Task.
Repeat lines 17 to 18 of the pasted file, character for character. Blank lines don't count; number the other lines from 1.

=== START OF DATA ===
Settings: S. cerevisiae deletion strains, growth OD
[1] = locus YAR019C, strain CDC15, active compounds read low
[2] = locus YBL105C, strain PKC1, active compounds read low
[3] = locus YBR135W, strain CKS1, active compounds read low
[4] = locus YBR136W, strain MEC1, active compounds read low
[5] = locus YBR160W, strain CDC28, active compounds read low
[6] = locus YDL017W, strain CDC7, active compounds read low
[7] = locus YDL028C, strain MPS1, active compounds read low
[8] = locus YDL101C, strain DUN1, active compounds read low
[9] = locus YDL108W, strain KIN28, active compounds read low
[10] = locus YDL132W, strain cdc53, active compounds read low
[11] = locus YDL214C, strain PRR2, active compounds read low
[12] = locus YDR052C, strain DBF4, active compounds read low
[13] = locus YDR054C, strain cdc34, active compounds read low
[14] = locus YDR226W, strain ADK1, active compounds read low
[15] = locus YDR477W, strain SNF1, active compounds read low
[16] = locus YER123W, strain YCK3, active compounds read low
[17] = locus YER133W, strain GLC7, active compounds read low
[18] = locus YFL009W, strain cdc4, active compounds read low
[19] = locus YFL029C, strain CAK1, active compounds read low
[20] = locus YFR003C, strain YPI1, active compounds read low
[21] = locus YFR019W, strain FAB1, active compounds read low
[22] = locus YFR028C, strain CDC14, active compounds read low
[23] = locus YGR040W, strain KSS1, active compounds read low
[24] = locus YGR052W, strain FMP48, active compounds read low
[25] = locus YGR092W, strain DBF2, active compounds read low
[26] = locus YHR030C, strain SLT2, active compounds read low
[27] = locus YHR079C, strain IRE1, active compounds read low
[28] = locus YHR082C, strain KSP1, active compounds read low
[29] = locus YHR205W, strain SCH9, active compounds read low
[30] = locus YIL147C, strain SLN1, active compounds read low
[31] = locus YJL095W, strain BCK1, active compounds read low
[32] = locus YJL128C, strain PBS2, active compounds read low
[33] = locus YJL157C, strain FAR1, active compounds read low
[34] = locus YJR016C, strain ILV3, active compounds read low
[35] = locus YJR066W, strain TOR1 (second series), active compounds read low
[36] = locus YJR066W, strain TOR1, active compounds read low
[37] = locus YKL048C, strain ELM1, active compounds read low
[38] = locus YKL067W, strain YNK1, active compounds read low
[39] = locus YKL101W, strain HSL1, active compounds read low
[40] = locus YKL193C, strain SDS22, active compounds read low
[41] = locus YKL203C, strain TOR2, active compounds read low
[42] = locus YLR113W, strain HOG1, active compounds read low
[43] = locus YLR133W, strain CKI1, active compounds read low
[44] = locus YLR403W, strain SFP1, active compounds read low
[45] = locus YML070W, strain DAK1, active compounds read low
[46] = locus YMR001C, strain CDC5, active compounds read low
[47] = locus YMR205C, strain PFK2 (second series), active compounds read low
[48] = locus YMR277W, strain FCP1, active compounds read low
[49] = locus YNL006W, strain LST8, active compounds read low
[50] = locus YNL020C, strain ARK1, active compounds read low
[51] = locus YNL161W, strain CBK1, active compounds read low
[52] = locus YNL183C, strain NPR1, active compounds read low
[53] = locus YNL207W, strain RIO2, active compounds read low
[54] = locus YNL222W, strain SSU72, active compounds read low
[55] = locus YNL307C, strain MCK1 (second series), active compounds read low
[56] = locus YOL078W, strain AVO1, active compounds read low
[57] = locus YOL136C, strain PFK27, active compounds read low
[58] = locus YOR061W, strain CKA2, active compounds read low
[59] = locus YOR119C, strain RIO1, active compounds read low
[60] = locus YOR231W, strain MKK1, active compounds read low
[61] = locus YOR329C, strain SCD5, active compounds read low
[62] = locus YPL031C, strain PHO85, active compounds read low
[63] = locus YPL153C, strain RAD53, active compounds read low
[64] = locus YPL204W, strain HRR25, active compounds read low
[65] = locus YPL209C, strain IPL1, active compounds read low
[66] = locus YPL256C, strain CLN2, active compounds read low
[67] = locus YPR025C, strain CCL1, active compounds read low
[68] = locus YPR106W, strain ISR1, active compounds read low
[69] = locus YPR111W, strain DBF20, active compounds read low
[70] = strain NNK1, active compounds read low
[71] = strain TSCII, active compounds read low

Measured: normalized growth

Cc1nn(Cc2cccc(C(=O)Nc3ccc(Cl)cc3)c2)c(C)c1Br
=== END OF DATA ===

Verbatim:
[16] = locus YER123W, strain YCK3, active compounds read low
[17] = locus YER133W, strain GLC7, active compounds read low